How to Make an Economic Analysis

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Economic analysis requires consideration of a set of possible alternatives or courses of action, a frank assessment of the consequences and expected benefits of each course, and a thorough comparison that facilitates decision making. Businesses conduct analyses to assess the economic feasibility of a new venture, such as a new product or planned expansion. Governments and other organizations conduct analyses to weigh the costs and benefits of particular activities, policies and programs. Economic analyses vary in complexity, depending on the purpose of the analysis, the data collected and the analytical methods used.

Identify the relevant issue, problem or need that your economic analysis will address. Then outline two or more proposed courses for action intended to respond to the identified need. For example, an analysis by a local government or economic development organization may focus on the need to create new jobs in a city or region with rising unemployment. The analysis may consider a set of proposed infrastructure projects designed to attract new business and support the expansion of existing firms.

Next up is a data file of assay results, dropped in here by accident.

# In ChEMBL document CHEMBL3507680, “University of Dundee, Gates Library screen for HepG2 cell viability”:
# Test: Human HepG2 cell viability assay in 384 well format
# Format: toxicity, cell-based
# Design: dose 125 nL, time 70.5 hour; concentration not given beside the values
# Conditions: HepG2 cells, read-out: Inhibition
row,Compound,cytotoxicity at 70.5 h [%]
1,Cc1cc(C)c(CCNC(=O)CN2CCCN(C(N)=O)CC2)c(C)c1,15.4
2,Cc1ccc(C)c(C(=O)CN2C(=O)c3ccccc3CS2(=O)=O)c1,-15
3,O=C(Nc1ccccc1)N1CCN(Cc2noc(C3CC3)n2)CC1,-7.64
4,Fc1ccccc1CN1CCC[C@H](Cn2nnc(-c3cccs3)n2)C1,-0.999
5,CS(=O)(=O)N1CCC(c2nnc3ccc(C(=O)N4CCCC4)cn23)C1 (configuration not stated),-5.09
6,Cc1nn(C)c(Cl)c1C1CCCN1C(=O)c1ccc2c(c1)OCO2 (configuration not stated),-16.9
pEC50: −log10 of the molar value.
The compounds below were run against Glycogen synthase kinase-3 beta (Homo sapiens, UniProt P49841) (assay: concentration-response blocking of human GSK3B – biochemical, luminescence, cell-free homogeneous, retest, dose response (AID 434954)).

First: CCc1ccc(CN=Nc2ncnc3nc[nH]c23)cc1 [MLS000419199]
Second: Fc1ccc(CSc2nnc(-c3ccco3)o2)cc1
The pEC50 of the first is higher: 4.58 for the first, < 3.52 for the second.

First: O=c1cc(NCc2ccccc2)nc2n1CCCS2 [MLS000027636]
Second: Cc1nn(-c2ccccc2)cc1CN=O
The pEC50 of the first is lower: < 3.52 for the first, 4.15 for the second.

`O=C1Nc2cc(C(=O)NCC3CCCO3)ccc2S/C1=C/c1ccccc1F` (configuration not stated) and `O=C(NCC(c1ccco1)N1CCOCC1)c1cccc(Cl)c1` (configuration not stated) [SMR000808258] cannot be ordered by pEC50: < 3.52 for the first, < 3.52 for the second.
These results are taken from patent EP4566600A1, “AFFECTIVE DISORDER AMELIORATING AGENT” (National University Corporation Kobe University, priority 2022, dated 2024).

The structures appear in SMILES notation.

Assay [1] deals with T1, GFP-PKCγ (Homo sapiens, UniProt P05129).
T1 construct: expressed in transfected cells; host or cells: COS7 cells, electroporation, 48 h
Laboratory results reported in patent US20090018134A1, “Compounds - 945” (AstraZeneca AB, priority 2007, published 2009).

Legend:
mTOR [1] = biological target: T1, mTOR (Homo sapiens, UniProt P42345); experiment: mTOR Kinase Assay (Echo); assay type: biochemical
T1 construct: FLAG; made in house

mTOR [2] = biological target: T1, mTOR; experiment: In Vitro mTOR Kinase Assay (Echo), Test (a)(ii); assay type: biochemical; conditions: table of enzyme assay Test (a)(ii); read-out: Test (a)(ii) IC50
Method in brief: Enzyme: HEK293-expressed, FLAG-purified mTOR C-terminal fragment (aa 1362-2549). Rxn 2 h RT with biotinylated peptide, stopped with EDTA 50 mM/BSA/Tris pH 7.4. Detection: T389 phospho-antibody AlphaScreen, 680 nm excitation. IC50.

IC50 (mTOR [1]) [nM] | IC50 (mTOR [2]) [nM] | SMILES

Provide a context for your analysis by collecting data that outline the larger economic picture. Possible data sources include, but are not limited to, local and state government organizations, chambers of commerce and the U.S. Census Bureau. Examples of contextual data include population and demographics, market characteristics, unemployment rates, per capita income, major employers and key economic sectors. The purpose of the contextual data is to provide a snapshot of the community on which the analysis is focused, as well as its economic and industrial climate.

Estimate the costs and benefits associated with each proposed alternative for addressing the identified problem or need. Express costs and benefits in measurable, numeric terms as much as possible. For example, estimate the number of jobs or the dollar amount of new business investment associated with a given infrastructure project or economic development initiative. In addition, identify any non-economic barriers associated with proposed alternatives. These include government restrictions and environmental concerns.

Compare the costs and benefits of each proposed course of action. The alternative or alternatives that should be pursued are those in which the benefits outweigh the associated costs. Disregard any actions in which the estimated costs exceed the benefits.

Recommend the course of action that delivers the greatest benefit at the lowest cost, based on the results of your analysis.


  • Consider time frames when weighing costs and benefits, and recommending courses of actions. Some alternatives may have limited short-run effects, but beneficial long-term impacts, or vice versa.



About the Author

Shane Hall is a writer and research analyst with more than 20 years of experience. His work has appeared in "Brookings Papers on Education Policy," "Population and Development" and various Texas newspapers. Hall has a Doctor of Philosophy in political economy and is a former college instructor of economics and political science.

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